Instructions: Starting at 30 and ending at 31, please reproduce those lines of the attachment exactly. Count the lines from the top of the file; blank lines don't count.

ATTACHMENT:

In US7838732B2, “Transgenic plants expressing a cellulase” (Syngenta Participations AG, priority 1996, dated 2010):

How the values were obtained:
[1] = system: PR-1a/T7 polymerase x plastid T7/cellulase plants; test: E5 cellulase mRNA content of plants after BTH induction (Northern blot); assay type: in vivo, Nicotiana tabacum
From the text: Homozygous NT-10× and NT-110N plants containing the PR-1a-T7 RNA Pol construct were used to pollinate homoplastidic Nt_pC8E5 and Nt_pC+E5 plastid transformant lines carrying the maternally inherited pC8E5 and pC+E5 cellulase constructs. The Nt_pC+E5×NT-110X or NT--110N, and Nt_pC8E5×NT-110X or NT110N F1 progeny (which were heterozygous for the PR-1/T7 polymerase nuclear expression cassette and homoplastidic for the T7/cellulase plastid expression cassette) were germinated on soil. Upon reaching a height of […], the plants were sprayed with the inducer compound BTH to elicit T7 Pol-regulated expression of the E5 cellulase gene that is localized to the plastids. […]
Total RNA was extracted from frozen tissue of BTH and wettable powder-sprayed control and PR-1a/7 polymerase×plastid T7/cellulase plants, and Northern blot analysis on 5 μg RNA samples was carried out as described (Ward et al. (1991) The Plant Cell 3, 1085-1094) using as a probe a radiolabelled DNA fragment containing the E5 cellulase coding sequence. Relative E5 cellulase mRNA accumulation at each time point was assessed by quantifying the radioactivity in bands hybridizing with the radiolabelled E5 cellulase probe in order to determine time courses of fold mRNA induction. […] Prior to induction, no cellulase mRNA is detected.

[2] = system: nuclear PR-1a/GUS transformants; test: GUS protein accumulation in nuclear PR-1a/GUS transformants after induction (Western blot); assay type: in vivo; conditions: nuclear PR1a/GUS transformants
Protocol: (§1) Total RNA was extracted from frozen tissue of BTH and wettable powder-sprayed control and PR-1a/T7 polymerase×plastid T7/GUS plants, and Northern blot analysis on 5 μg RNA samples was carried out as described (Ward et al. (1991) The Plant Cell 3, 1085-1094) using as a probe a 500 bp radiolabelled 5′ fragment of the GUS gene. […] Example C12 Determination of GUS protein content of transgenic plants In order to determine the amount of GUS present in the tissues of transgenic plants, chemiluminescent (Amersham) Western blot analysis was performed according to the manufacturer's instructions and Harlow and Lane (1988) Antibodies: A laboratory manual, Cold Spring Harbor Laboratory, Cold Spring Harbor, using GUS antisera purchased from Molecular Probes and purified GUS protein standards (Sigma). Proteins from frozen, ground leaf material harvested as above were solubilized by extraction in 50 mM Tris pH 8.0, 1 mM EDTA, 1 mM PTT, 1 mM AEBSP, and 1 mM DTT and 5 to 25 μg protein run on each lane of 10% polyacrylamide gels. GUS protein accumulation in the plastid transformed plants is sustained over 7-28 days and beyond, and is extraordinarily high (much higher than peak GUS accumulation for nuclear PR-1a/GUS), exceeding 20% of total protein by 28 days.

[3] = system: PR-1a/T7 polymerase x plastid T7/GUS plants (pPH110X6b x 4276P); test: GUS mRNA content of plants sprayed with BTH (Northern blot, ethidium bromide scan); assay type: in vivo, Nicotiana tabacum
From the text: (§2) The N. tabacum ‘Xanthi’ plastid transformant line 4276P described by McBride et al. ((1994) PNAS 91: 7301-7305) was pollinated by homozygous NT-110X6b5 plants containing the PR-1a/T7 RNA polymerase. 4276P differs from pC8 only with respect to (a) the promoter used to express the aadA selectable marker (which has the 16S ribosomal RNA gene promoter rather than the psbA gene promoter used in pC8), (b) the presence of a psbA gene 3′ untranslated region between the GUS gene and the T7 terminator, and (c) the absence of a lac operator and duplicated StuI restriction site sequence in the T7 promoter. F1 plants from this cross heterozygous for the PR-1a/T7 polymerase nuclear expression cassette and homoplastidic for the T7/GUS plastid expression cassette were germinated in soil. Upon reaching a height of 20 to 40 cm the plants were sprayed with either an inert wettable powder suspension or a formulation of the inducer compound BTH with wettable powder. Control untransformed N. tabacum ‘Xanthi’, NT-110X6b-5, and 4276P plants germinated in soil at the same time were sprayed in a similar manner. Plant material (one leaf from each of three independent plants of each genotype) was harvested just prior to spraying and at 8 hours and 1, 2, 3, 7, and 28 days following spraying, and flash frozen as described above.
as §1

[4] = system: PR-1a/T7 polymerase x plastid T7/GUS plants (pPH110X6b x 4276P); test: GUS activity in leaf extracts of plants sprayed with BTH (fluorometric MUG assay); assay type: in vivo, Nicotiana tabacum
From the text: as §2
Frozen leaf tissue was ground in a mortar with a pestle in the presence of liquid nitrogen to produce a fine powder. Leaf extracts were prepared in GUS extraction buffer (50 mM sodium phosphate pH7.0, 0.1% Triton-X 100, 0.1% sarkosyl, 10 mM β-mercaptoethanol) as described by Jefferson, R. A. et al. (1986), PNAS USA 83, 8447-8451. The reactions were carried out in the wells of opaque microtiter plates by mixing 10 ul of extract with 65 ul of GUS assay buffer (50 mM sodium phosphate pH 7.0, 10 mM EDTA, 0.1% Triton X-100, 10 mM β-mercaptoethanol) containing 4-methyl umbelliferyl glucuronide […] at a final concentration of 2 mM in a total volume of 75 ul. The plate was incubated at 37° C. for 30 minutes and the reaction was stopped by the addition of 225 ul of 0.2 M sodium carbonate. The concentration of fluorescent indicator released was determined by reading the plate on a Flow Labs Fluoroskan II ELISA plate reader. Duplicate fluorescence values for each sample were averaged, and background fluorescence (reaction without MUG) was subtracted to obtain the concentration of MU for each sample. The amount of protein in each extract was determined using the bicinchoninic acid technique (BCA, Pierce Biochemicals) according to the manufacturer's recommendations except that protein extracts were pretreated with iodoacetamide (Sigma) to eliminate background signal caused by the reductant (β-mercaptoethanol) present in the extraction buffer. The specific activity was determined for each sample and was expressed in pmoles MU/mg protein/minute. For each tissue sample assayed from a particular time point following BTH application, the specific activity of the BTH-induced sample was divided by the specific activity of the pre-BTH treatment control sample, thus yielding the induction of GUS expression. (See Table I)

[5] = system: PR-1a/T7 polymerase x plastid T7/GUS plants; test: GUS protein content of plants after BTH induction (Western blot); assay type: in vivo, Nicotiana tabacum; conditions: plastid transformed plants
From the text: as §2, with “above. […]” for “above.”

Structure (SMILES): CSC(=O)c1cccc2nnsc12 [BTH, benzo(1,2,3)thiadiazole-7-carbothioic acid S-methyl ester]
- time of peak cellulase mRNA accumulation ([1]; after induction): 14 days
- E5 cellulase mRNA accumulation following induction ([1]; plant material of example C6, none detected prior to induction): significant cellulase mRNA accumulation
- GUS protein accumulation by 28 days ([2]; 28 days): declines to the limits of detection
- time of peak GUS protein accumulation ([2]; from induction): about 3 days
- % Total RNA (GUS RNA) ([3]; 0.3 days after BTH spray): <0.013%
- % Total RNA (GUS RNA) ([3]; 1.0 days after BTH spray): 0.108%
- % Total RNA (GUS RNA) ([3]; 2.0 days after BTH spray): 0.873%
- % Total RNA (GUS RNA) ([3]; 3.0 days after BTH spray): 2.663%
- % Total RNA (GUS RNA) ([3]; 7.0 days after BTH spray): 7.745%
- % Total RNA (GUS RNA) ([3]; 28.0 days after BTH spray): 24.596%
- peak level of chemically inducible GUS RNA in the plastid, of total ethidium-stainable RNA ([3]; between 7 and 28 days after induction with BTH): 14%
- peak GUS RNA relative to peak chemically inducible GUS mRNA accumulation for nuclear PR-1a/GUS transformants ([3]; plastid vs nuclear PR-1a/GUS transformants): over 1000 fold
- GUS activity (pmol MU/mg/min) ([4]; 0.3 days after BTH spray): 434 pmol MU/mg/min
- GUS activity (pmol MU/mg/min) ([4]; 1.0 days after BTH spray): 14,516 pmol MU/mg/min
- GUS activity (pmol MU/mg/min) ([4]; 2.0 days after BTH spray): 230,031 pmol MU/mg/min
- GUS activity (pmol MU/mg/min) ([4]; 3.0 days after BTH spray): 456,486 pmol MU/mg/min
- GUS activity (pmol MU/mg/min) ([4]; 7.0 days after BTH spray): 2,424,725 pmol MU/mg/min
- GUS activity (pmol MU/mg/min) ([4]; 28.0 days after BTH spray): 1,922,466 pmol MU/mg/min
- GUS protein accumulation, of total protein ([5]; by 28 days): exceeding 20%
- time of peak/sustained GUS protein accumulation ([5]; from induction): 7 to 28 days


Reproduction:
- GUS activity (pmol MU/mg/min) ([4]; 1.0 days after BTH spray): 14,516 pmol MU/mg/min
- GUS activity (pmol MU/mg/min) ([4]; 2.0 days after BTH spray): 230,031 pmol MU/mg/min